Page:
Schools, teachers find themselves in the crosshairs of critical race theory debate

A year ago, no one knew about "CRT." Now, it's part of the school "culture wars."

Audience members look on during a Rochester Public Schools School Board meeting Tuesday, July 13, 2021, at the school district's Edison Administration Building in Rochester. A group of people opposed to critical race theory and masking to help prevent the spread of COVID-19 filled the audience during the public comment portion of the meeting. (Joe Ahlquist /

Last week, U.S. Rep. Jim Hagedorn issued an all-points-bulletin "Special Report" email, warning that school districts were taking steps to teach critical race theory.

The Republican congressman did not cite a single district that was doing so. And he declined to be interviewed or respond to questions seeking specific examples where CRT is taught.

Still, it was good politics.

RELATED: Crowd protests 'government speech,' critical race theory at Rochester School Board meeting

Critical race theory has joined the list of contentious cultural issues, such as abortion and gender identity, that sharply divides activists in both parties, says political analyst Steven Schier. Hagedorn's goal was two-fold: To mobilize his base, and to brand the other side as propagators of a nefarious theory.


"The polling I've seen is that when people learn some aspects of CRT, it's pretty unpopular," Schier said. "So politically, it's a fat target."

Schools are finding themselves at the epicenter of this debate. Rochester was one of the early flashpoints, but it hasn't been the only one in Minnesota.

The issue is also resonating and inflaming debate statewide, as work proceeds on a new set of social studies standards for public schools that seeks to include a more diverse, racially and gender-inclusive perspective.

CRT takes as its guiding premise that race is not a natural, biologically grounded feature, but a social construct used to oppress and exploit people of color. Critical race theorists maintain that the law and legal institutions in the U.S. are racist insofar as they create social, economic and political inequalities between whites and nonwhites.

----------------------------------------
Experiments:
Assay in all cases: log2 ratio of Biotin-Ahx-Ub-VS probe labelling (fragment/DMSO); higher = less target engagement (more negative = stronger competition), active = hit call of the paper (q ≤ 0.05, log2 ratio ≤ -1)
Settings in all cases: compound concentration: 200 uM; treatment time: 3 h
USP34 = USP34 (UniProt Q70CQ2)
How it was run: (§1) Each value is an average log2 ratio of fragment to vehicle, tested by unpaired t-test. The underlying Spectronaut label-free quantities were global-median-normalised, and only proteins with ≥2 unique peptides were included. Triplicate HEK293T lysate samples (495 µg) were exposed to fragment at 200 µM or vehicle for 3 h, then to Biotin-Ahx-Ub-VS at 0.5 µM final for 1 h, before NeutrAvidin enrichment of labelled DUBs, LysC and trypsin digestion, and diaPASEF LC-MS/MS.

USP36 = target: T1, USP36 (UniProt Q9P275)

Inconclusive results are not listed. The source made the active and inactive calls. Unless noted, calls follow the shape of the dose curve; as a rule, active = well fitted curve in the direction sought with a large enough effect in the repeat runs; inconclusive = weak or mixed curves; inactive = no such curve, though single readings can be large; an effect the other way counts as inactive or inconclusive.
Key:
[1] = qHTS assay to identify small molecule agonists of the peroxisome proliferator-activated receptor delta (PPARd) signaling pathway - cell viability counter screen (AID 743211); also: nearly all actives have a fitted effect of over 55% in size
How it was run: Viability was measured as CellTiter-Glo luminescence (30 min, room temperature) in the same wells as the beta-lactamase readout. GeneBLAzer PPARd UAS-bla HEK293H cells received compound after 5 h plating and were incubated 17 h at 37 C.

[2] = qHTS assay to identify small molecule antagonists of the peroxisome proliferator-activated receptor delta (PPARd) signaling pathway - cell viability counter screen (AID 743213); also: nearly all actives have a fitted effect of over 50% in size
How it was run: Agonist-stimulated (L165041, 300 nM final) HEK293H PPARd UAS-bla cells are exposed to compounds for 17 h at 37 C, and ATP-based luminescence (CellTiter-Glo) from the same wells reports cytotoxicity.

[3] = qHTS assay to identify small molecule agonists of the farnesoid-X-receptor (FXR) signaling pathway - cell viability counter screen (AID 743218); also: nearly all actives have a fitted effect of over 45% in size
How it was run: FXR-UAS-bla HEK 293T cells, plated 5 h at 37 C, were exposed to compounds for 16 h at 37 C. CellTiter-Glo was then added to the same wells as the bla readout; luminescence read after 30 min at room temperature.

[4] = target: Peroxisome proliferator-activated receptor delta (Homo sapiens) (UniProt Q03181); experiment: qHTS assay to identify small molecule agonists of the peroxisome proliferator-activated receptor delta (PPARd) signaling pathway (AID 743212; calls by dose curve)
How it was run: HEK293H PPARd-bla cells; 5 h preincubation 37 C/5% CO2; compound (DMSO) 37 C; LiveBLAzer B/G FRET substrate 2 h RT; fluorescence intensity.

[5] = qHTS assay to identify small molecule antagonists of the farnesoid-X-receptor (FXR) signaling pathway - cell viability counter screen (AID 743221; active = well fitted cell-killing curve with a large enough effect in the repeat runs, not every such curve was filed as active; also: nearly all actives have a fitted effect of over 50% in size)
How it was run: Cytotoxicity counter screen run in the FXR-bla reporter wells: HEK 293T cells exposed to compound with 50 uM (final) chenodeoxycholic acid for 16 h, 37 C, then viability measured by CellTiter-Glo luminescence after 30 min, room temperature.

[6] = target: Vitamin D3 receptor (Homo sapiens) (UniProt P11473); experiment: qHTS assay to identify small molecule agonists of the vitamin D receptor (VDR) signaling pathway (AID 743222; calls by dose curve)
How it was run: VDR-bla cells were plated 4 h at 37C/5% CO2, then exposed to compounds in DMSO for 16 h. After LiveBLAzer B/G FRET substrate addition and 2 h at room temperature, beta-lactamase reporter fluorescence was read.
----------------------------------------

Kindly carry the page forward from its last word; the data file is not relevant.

On one level, it's not surprising that the clash is so supercharged, given that it pits different interpretations and narratives about what it means to be an American.

But on another, it begs the question: How did we get to this point? Less than a year ago, no one knew what critical race theory was.

The Hagedorn Report was sent out on Aug. 12, 2021.


It hasn't mattered that officials for Rochester Public Schools have emphatically denied that CRT is taught in its classrooms. And there are no plans to do so.

Nor has it mattered to eagle-eyed CRT critics who dismiss claims from Minnesota Department of Education officials that CRT is not part of the recent draft of social studies standards. They say elements of CRT are part of the draft, and they want them rooted out.

"The theme of oppression, marginalization, group identity and absent narratives drives the second draft standards and benchmarks," the Center of the American Experiment, a conservative Minnesota think tank, said in a statement this week. "Students will learn that their concept centers around their racial/gender group identity, and that limiting oppression, not facts, is the lens through which all social studies content should be viewed."

Matt Carlstrom, one of the co-chairs of the state social studies committee, said there is "zero" critical race theory in the draft. He argues that CRT is being used as a stalking horse to eliminate discussion of topics that broaden understanding of U.S. history.